Tibetan monks go on searches for reincarnated lamas. They have a method. They track them via word of mouth, cosmic hints, visions, and dreams, to remote villages, hauling lama accouterments of previous incarnations. They then display said accouterments before the suspected reincarnated infant lama, inquiring, “Which was your rattle? Which was your drum? Was this your feather?”
When they find a child who is able to correctly point out all his previously-owned artifacts, the Dalai Lama is notified, who then travels there, inspects and interviews the boy, and tells the parents, “Keep him clean!” Meaning they should shelter the boy from the big dye vat of corrupting modern influences.
That’s not the story of “I Origins.” That’s 2008’s documentary “Unmistaken Child,” where monk Tenzin Zopa of Nepal goes in search of the reincarnation of Geshe Lama Konchog, his former master.
A secularized telling of the same ritual crops up in “I Origins,” directed by Mike Cahill, but in science-fiction format. Molecular-biology thriller-romance format, to be exact.
Does reincarnation exist? Does God? Is our universe really the product of intelligent design? Is there such a thing as heaven? A handful of 2014 films pose these questions about faith, to varying degrees of success. “Son of God” tackled the subject by drilling down on the source material, while “Heaven Is for Real” told a real-life modern tale of a little boy who claimed he’d gone to heaven and seen Jesus.
Michael Pitt plays molecular-biologist-to-be Ian Gray, a young Ph.D. candidate. He’s an eye specialist. He wishes to disprove religious doctrine by examining the evolution of the human eye, and seeing if he can outwit evolution by developing eyes for blind worms. Flying the geek flag, Ian shows up at a Brooklyn hipster party in a lab coat, toting a camera and taking pictures of people’s eyes.
As such, it’s not a bad pickup ploy. Up on the roof, he suddenly notices Sofi (Astrid Bergès-Frisbey) standing in the shadows, looking like Cat Woman. Out comes the camera, and her long-lashed, exquisite green-and-brown, gold-flecked eyes go in the database.
He then proceeds to yak too much. This is a beauty; she’ll not be tolerating the geek-fest he’s serving up and abruptly disappears. But the drug of obsession is already in his veins; he can’t eat, he can’t sleep, he must find that girl again.
One day he gets in the zone—he decides to blindly follow the coincidental number sequences and random serendipitous hints that suddenly crop up, which lead straight to seeing Sofi and her unforgettable eyes again. How he eventually finds her is one of your more imaginative “meet-cutes.” They’re complete opposites; opposites attract.
Many men, especially young men, will choose addictive female beauty and physical chemistry over the ability to share thoughts and be understood. Ian and Sofi move in together, but Sofi increasingly frustrates his rigorous scientist’s mind with her intuitive musings. Her next, over-the-top, violent, and final disappearance closes the door on Ian’s atheism, and opens a window to his spirituality. But this is only one half of the story.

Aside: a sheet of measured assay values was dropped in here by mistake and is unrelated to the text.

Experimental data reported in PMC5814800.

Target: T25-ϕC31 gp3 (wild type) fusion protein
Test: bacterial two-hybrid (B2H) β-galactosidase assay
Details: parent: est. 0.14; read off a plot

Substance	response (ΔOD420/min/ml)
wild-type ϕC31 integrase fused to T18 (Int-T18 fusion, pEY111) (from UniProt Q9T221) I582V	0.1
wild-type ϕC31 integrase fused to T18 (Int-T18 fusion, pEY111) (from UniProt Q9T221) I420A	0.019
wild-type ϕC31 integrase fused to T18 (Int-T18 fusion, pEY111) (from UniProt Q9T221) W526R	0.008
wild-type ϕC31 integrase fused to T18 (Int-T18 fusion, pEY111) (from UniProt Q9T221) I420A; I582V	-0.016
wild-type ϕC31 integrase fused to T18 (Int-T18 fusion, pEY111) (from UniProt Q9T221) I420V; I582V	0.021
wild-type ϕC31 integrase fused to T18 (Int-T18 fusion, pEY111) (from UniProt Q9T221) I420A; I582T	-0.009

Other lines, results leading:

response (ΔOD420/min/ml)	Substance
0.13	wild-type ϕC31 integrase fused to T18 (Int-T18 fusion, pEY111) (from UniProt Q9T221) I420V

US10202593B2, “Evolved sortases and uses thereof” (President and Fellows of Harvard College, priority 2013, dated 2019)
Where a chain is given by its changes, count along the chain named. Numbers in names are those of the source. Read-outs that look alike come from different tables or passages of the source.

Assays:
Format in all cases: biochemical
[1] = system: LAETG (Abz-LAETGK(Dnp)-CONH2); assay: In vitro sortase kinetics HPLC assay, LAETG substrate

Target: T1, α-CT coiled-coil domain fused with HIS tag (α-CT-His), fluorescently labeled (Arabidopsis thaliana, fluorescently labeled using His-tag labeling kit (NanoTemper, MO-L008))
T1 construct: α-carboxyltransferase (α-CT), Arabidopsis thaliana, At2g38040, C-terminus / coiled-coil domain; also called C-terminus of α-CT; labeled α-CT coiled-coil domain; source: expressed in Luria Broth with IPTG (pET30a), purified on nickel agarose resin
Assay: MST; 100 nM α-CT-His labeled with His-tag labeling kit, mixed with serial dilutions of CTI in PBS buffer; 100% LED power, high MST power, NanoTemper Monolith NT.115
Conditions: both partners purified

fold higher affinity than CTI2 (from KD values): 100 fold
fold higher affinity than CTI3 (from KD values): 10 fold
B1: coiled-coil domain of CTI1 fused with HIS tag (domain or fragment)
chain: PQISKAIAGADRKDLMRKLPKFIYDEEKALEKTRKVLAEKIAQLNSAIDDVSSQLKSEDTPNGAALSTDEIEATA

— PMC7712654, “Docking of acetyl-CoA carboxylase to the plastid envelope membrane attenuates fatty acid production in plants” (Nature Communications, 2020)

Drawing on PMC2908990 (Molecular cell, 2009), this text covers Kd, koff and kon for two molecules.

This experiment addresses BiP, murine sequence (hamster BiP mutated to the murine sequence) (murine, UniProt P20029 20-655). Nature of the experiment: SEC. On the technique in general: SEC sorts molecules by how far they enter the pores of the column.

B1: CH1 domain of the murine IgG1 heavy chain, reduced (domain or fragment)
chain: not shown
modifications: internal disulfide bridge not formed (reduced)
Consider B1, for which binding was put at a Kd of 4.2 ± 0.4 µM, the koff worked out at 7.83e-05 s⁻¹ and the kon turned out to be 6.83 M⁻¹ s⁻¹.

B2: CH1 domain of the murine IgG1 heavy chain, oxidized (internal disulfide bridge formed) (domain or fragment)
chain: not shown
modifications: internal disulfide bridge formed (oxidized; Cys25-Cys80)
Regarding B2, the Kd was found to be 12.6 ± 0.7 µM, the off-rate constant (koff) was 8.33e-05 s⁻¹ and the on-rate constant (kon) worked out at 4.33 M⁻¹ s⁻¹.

Ian’s second great love is soulmate Karen (Brit Marling). A brilliant blond med student and lab assistant, she’s a fellow tribe member who burns with the passion of their shared calling. They’ve got the intimacy of a deep meeting of the minds.
Their work leads them to this concept: No two pairs of eyes are the same, but if a match does occur, it can only mean one thing: namely, a person having the exact eye structure as another—is the reincarnation of its previous possessor.
That’s the far-fetched premise of “I Origins,” and some early, effective sci-fi sleight-of-hand may very well have you believing it’s more science than fiction.
Years later, Ian and Karen are married, their work is recognized, and after the birth of their son, on a doctor’s recommendation, they subject him to some autism tests. The lab, the doctor, and the results seem fishy. That doctor should have known better than to mess with the kid of two determined, world-class, cutting-edge experts in the same field.
With the help of Ian’s old sell-out roommate Kenny (Steven Yeun, of “Minari“) who is now the creator the worldwide iris scan database, they look for matches to their son’s scans. He would appear to have the exact same eyes as the only African-American farmer living in Boise, Idaho. Who just died. Well, well, well. What have we here?
As a test, Steven then helps Ian and Karen run photos of deceased family members, plus various other people’s eyes through the database to see if there are any other recent matches. They get a hit for Sofi, whose iris scan matches one made in India just three months prior, years after Sofi’s disappearance.
Ian flies to India; apparently there’s a young girl there with those self-same eyes, and this is where the latter-day lama search sequence of “Unmistaken Child” is played out.
Eye scans are the new fingerprints. It’s happening now. There’s a post-credits teaser (like the Marvel superhero sequel teasers) so make sure you keep watching. This one is a little creepy in a sort of apocalyptic, conspiracy-theory way.
All acting is stellar, the cinematography is fabulous, Kashish (the child actor they found in an orphanage in India) is riveting, and the writing and directing, dead on.
This metaphysical love story asks more questions than it can answer, but answers aren’t the point of the film; ideas are. It’ll make you think. A lot. And as of yet, we have no science on reincarnation, but the science fiction seems to be getting warmer.
Director: Mike Cahill
Starring: Michael Pitt, Brit Marling, Astrid Bergès-Frisbey, Steven Yeun, William Mapother
Running Time: 1 hour, 46 minutes
MPAA Rating: R
Release Date: Jan. 18, 2014
Rating: 3.5 stars out of 5